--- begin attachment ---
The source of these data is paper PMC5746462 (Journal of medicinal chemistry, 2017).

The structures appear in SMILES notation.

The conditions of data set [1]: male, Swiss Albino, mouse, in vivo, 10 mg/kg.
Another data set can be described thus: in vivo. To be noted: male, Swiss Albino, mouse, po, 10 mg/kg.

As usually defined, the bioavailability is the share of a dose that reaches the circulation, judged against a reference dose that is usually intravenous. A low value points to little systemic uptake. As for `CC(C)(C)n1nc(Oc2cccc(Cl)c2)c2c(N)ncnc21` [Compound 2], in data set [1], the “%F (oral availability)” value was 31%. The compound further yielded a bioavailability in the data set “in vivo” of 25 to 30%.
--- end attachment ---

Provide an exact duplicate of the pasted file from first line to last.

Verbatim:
The source of these data is paper PMC5746462 (Journal of medicinal chemistry, 2017).

The structures appear in SMILES notation.

The conditions of data set [1]: male, Swiss Albino, mouse, in vivo, 10 mg/kg.
Another data set can be described thus: in vivo. To be noted: male, Swiss Albino, mouse, po, 10 mg/kg.

As usually defined, the bioavailability is the share of a dose that reaches the circulation, judged against a reference dose that is usually intravenous. A low value points to little systemic uptake. As for `CC(C)(C)n1nc(Oc2cccc(Cl)c2)c2c(N)ncnc21` [Compound 2], in data set [1], the “%F (oral availability)” value was 31%. The compound further yielded a bioavailability in the data set “in vivo” of 25 to 30%.